- The preparer has a valid preparer tax identification number (PTIN)
- The tax preparer has the required Annual Filing Season Program Record of Completion.
There is more information in the Special Rules and Requirements for Unenrolled Return Preparers section of the tax form instructions.
Qualifying student or law school graduate
A qualifying student or law graduate receives permission to represent taxpayers before the IRS by virtue of his/her status as a law, business, or accounting student, or law graduate working in a low income taxpayer clinic (LITC) or student tax clinic program (STCP)
However, that student or graduate must name their lead attorney or CPA first, then themselves on the next line of the Form 2848.
Enrolled retirement plan agent
Must be enrolled as a retirement plan agent under the requirements of Circular 230. This authority to practice before the IRS is limited to certain areas of the tax code by Section 10.3(e) of Circular 230.
All representatives must declare, under penalty of perjury, the following:
- I am not currently suspended or disbarred from practice, or ineligible for practice, before the IRS
- I am subject to regulations in Circular 230 (31 CFR, Subtitle A, Part 10), as amended, governing practice before the Internal Revenue Service
- I am authorized to represent the taxpayer identified in Part I for the matter(s) specified there
Generally speaking, all attorneys, CPAs, enrolled agents, enrolled actuaries, and enrolled retirement plan agents are considered tax professionals or tax practitioners.
What your representative can do for you
By completing IRS Form 2848, a taxpayer acknowledges that their qualified representative will be able to receive and inspect the taxpayer’s confidential tax information.
Taxpayers can file Form 2848, if the IRS begins a Foreign Bank and Financial Accounts (FBAR) examination as a result of an income tax examination. The Representation for FBAR Issues Section of Report of Foreign Bank and Financial Accounts (FBAR) contains more information.
This instructional video walks you through IRS Form 2848, step by step.
Frequently asked questions about IRS Form 2848
Below are some frequently asked questions about IRS Form 2848.
You may revoke an existing power of attorney by filing a new Form 2848, and not checking the box on Line 6. If you do not choose to add a new power of attorney, you may simply file a new form, write “REVOKE” across the top, and sign and date the form.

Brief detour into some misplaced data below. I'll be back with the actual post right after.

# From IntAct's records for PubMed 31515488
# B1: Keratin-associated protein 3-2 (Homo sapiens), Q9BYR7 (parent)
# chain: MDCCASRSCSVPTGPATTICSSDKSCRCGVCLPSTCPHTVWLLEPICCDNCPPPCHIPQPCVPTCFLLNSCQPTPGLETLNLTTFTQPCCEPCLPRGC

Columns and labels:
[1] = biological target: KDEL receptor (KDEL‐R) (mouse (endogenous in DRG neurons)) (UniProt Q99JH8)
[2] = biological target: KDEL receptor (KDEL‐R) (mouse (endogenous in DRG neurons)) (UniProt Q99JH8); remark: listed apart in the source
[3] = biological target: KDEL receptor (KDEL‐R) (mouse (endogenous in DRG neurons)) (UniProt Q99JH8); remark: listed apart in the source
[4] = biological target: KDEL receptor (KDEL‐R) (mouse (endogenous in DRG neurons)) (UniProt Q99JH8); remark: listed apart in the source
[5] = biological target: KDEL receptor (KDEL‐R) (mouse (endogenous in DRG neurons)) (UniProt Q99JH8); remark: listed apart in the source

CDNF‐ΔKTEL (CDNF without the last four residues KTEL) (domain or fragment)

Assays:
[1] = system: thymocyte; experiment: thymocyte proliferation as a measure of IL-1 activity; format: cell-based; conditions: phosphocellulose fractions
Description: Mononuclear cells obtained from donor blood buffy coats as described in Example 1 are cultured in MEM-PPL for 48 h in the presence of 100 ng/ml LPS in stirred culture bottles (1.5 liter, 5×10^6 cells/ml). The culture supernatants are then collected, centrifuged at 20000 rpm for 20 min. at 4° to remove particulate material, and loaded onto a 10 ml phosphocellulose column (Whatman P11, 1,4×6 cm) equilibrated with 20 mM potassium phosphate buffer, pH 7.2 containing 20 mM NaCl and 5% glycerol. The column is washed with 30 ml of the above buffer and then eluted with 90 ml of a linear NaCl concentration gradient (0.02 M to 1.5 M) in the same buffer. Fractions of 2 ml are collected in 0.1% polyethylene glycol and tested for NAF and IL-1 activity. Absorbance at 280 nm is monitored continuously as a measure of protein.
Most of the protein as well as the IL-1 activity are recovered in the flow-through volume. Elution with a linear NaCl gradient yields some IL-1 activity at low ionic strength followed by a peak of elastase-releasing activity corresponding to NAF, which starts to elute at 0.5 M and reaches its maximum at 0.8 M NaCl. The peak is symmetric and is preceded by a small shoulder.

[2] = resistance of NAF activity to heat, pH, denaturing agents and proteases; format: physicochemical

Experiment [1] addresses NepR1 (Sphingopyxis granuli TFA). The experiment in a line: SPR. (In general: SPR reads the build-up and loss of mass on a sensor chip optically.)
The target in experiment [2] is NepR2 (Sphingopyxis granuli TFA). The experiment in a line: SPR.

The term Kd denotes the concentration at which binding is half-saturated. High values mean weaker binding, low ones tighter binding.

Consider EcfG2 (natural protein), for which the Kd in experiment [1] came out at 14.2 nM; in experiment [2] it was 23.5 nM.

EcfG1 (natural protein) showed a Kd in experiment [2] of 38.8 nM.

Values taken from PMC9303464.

From there, fax or mail a copy of the existing power of attorney to the appropriate IRS office. See the form instructions for more details.
If your designated representative wishes to withdraw, he or she would file a form, writing “WITHDRAW” across the top, and follow similar instructions.
No. But your power of attorney must meet the requirements outlined in IRS Publication 216, Conference and Practice Requirements, and 26 CFR 601.503(a). Additionally, Form 2848 must accompany the form if you wish it to be recorded in the CAF.
Yes. Forms 2848 with an electronic signature image or digitized image of a handwritten signature may only be submitted to the IRS online at IRS.gov/Submit2848. See the form instructions for more detail.
The IRS maintains the Centralized Authorization File, known as the CAF, to maintain all files in which a taxpayer has designated representatives to receive confidential information on the taxpayer’s behalf.
There are three forms that authorize this type of permission:
-IRS Form 2848, Power of Attorney and Declaration of Representative
-IRS Form 8821, Tax Information Authorization
-IRS Form 706, U.S. Estate Tax Return
Only employees in the IRS CAF Unit have access to update the CAF.
If you do not want your third-party representatives to be an authorized representative, you may consider one of these forms instead.
IRS Form 8821, Tax Information Authorization, allows a taxpayer to authorize an individual or organization to inspect and/or receive confidential tax return information. However, this tax form does not grant any powers of attorney or representation powers before the IRS.
IRS Form 56, Notice Concerning Fiduciary Relationship, informs the IRS of the existence of a fiduciary relationship. A fiduciary can be a trustee, executor, administrator, receiver, or guardian. A fiduciary stands in the position of a taxpayer and acts as the taxpayer, not as an authorized representative.
Where can I find a copy of IRS Form 2848?
You may download a copy of this tax form from the IRS website or by selecting the file below.